Elon University linebacker CJ Ford is spending his summer juggling football, a personal life and an internship. Each morning, he wakes up at 5 a.m. for practice before heading to Greensboro for his internship with the United States Marshal Service. On some days, he has practice again when the work day concludes. 

“Traveling and the long hours would be the most difficult part, but it is really rewarding when I get to do my internship,” Ford said. “It's all worth it.” 

The United States Marshal Service provides for the security, health and safety of government witnesses, and Ford is shadowing individuals currently working in the field. 

“I was actually able to go on a warrant apprehension for an individual that was fleeing from our criminal justice system,” Ford said. “I went along as they apprehended that subject.” 

Ford said experiences like these give him a first hand account of what happens in law enforcement at the federal level, a career path he hopes to pursue following graduation.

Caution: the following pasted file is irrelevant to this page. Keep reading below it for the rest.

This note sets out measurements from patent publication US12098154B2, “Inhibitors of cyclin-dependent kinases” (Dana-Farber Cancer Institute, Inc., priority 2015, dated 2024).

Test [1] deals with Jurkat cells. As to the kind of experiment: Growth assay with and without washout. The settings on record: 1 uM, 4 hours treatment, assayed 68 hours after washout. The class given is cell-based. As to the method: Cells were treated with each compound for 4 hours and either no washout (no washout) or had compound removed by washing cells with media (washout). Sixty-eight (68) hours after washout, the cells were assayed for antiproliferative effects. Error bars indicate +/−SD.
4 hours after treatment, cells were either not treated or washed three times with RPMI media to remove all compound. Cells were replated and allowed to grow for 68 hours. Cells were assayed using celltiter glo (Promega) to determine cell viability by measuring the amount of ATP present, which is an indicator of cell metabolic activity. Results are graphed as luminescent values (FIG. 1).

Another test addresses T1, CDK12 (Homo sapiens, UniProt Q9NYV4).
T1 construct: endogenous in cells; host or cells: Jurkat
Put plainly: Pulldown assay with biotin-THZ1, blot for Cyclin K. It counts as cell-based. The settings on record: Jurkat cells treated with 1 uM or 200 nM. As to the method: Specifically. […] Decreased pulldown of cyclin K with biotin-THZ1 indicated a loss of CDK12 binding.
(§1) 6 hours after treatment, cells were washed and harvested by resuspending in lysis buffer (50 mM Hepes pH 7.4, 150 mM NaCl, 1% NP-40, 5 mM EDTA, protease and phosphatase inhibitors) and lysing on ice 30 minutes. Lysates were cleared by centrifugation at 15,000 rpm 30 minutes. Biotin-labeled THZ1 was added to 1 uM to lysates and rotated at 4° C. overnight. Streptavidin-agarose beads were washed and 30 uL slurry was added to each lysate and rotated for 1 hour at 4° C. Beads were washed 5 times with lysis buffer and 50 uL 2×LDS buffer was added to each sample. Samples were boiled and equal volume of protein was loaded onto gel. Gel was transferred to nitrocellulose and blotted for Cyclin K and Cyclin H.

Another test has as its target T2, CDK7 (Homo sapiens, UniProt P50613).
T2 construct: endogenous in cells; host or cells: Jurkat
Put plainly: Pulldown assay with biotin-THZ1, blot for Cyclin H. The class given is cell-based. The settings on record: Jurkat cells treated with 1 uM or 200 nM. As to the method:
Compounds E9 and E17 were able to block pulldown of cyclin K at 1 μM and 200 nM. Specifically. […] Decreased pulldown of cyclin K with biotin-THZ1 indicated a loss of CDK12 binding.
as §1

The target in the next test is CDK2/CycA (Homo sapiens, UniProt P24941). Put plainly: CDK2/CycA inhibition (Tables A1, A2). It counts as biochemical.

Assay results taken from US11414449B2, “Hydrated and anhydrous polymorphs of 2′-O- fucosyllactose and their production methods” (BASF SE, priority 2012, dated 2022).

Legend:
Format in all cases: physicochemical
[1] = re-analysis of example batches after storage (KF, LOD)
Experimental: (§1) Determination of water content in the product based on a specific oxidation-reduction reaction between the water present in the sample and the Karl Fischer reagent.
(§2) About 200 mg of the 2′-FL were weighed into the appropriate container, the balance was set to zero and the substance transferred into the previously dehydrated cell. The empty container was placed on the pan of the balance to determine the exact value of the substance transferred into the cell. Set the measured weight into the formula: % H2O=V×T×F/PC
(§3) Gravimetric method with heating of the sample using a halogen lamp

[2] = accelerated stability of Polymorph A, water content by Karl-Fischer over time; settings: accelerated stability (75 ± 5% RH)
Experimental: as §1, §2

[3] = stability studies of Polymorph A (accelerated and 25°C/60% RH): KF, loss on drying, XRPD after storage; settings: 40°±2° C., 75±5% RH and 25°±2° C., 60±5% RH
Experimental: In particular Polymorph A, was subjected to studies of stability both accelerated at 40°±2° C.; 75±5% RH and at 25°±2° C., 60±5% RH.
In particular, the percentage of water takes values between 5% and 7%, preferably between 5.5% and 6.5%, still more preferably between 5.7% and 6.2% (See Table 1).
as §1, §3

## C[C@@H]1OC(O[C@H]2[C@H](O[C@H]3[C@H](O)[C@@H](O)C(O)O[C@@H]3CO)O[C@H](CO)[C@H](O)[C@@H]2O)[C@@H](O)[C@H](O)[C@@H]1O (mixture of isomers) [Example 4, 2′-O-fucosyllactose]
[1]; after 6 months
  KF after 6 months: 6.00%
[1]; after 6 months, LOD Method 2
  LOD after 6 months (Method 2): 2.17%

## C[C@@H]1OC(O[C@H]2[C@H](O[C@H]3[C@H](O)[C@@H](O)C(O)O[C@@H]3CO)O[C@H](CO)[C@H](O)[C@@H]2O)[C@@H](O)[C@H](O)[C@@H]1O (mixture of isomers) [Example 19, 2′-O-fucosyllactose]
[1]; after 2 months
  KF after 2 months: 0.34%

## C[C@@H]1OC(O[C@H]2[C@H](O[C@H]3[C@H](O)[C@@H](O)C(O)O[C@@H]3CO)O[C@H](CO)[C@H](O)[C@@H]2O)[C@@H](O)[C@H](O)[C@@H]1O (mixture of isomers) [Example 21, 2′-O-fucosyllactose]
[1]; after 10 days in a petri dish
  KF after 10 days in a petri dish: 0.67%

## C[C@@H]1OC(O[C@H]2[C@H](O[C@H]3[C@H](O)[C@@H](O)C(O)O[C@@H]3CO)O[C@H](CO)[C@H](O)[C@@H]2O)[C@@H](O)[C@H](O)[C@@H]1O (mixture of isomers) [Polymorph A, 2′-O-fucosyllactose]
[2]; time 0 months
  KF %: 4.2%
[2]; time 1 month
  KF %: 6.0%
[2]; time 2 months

“For me personally, you have to be very motivated to do whatever internship you end up doing,” Ford said. 

Similar to Ford, Evonna McGill is also completing a summer internship, where she said the skills learned are transferable from the workplace to the basketball court. 

McGill will be the only fifth-year player on the Elon women’s basketball team for the 2022-23 season, and she said her summer internship is preparing her to be a mentor for younger teammates.  

“Being in this position, I am in a mentorship and leadership role,” McGill said.

McGill, a psychology major, is spending her summer with Primary Care Solutions working with and aiding young women. The organization, located in Charlotte, provides a number of services to adolescents and adults, including staffing for group homes for young women and girls. 

In this role, McGill ensures the women take their medicine and brings them to do leisure activities such as swimming or going to the movies. She said she has a great amount of empathy for these young women, a trait she can use on the court. 

Following graduation, McGill said she hopes to work directly with student-athletes on their mental health, eventually opening her own athletic mental health care business. 

“The placement allows me to give back to the community,” McGill said. “I am learning to be a mentor outside the system looking in. I have learned a number of interpersonal and social skills — how to be a good leader and mentor.”